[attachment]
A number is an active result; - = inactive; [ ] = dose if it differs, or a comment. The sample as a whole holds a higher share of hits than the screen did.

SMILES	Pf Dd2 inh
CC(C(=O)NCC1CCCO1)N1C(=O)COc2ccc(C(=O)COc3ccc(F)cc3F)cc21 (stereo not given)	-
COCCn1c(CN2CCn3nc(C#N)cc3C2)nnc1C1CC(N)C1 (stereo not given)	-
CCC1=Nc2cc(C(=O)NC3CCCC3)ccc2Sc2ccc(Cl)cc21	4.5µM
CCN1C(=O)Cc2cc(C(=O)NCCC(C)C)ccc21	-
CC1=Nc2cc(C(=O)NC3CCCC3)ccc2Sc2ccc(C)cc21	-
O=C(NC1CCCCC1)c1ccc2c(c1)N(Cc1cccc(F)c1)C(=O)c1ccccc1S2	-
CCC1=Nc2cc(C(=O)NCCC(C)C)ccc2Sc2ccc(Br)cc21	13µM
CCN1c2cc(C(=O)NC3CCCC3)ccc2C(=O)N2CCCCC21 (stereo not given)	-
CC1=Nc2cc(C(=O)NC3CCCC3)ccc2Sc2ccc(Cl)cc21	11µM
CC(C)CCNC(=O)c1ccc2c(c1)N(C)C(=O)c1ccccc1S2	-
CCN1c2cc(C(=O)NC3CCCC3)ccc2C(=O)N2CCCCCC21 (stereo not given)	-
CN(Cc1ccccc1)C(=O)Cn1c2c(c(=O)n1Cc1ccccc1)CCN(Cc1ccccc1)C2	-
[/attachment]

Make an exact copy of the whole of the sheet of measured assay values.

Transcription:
A number is an active result; - = inactive; [ ] = dose if it differs, or a comment. The sample as a whole holds a higher share of hits than the screen did.

SMILES	Pf Dd2 inh
CC(C(=O)NCC1CCCO1)N1C(=O)COc2ccc(C(=O)COc3ccc(F)cc3F)cc21 (stereo not given)	-
COCCn1c(CN2CCn3nc(C#N)cc3C2)nnc1C1CC(N)C1 (stereo not given)	-
CCC1=Nc2cc(C(=O)NC3CCCC3)ccc2Sc2ccc(Cl)cc21	4.5µM
CCN1C(=O)Cc2cc(C(=O)NCCC(C)C)ccc21	-
CC1=Nc2cc(C(=O)NC3CCCC3)ccc2Sc2ccc(C)cc21	-
O=C(NC1CCCCC1)c1ccc2c(c1)N(Cc1cccc(F)c1)C(=O)c1ccccc1S2	-
CCC1=Nc2cc(C(=O)NCCC(C)C)ccc2Sc2ccc(Br)cc21	13µM
CCN1c2cc(C(=O)NC3CCCC3)ccc2C(=O)N2CCCCC21 (stereo not given)	-
CC1=Nc2cc(C(=O)NC3CCCC3)ccc2Sc2ccc(Cl)cc21	11µM
CC(C)CCNC(=O)c1ccc2c(c1)N(C)C(=O)c1ccccc1S2	-
CCN1c2cc(C(=O)NC3CCCC3)ccc2C(=O)N2CCCCCC21 (stereo not given)	-
CN(Cc1ccccc1)C(=O)Cn1c2c(c(=O)n1Cc1ccccc1)CCN(Cc1ccccc1)C2	-